‘The Crown’ Season 5 Takes the Sheen off the Royal Family

Time has a way of changing people, even if someone’s character remains the same. The weariness of experience becomes more evident, and some memories can stay bitter, even if you are a royal. The fifth season of Netflix’s “The Crown” has a different, darker tone than its predecessors. Still an excellent drama and one of the streamer’s best originals, the gossipy glitz combined with eloquence now gives way to the jumbled uncertainties of a new generation coming into focus. Of course, there is a new resonance to the series with the recent passing of Elizabeth II, and while showrunner Peter Morgan assures us this series is a love letter to her historic reign, this season in particular can be far from a hagiography. Much of the focus isn’t even on her, but on the offspring and younger Windsors who are now part of a generation that doesn’t just ignore its dirty laundry.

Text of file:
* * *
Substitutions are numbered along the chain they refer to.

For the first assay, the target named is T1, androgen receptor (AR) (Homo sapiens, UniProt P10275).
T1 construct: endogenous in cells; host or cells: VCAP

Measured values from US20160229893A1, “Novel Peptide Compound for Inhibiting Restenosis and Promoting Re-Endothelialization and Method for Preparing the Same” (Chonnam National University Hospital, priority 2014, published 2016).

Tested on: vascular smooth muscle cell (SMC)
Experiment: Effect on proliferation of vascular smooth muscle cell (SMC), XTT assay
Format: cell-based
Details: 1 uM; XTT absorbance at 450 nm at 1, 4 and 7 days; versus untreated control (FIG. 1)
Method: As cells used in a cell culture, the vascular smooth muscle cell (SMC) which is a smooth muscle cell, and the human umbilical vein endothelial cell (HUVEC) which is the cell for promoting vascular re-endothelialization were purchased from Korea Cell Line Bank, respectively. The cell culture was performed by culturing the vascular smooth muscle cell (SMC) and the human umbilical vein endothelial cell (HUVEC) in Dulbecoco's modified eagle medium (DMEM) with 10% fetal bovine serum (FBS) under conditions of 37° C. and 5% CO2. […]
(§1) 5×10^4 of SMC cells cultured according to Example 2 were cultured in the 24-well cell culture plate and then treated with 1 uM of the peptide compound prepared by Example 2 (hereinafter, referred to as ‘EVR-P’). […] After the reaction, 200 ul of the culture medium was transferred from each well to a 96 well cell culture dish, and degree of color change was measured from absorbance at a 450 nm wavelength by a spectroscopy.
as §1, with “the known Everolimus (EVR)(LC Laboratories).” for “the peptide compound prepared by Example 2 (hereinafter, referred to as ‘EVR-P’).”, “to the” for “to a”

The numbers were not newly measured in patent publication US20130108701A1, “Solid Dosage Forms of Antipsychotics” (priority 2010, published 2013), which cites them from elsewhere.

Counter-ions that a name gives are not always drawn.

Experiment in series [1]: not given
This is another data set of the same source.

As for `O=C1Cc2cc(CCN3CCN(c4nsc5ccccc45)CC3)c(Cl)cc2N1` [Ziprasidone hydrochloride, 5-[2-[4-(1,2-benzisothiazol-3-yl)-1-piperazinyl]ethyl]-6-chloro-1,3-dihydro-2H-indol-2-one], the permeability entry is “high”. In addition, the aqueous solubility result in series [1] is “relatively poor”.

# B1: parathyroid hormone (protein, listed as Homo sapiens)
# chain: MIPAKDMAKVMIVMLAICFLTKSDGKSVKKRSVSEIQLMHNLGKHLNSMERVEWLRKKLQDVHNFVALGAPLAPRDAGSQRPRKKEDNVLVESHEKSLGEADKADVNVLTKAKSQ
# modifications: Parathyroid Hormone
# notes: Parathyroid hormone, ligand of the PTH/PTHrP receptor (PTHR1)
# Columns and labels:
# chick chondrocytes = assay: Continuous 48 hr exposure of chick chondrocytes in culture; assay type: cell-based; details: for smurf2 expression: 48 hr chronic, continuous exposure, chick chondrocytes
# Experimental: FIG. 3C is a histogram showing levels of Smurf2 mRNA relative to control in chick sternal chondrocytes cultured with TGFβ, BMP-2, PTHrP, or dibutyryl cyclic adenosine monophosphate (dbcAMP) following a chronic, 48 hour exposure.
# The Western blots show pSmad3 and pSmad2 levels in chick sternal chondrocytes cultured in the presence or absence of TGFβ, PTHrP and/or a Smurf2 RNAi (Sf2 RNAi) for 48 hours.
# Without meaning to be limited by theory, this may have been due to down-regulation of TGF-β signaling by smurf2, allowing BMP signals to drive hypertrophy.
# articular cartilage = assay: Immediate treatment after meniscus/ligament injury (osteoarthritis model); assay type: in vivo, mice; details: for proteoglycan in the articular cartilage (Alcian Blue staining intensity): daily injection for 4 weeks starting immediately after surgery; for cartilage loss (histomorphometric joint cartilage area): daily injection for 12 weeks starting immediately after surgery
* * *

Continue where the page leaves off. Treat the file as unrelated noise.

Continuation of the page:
Part of the show’s uncanny effect in evoking the passage of time is how it continuously changes the cast, now for the last time since the next season is reportedly the big finale. Her majesty the queen is now played by Imelda Staunton, who plays Elizabeth in her late 60s, with an even more reserved, more observant air. Elizabeth’s husband, Prince Philip, Duke of Edinburgh is now embodied by Jonathan Pryce, still tough but now enjoying new hobbies such as carriage riding. The late ‘80s and early ‘90s are bringing new tremors to Buckingham Palace not always having to do with national politics. From the beginning, it is obvious that the marriage of Prince Charles (now played by Dominic West) and Princess Diana (a near carbon copy Elizabeth Debicki) is an ongoing train wreck. Diana feels eternally suffocated by the demands of royal life and its insistence on maintaining a pristine image no matter what, despite everyone knowing about Charles’s ongoing affair with Camilla Parker Bowles (Olivia Williams). Her first real salvo at attempting to let the world know of her troubles is by secretly agreeing to collaborate on a book with journalist Andrew Morton. But it is only the beginning of even greater conflict to come.